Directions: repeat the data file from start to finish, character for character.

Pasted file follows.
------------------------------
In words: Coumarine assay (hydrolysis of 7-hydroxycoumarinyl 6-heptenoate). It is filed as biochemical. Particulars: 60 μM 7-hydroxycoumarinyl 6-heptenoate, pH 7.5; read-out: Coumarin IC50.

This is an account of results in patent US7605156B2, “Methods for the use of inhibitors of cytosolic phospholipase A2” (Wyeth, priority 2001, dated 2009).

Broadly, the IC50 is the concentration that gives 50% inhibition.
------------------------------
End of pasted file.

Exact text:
In words: Coumarine assay (hydrolysis of 7-hydroxycoumarinyl 6-heptenoate). It is filed as biochemical. Particulars: 60 μM 7-hydroxycoumarinyl 6-heptenoate, pH 7.5; read-out: Coumarin IC50.

This is an account of results in patent US7605156B2, “Methods for the use of inhibitors of cytosolic phospholipase A2” (Wyeth, priority 2001, dated 2009).

Broadly, the IC50 is the concentration that gives 50% inhibition.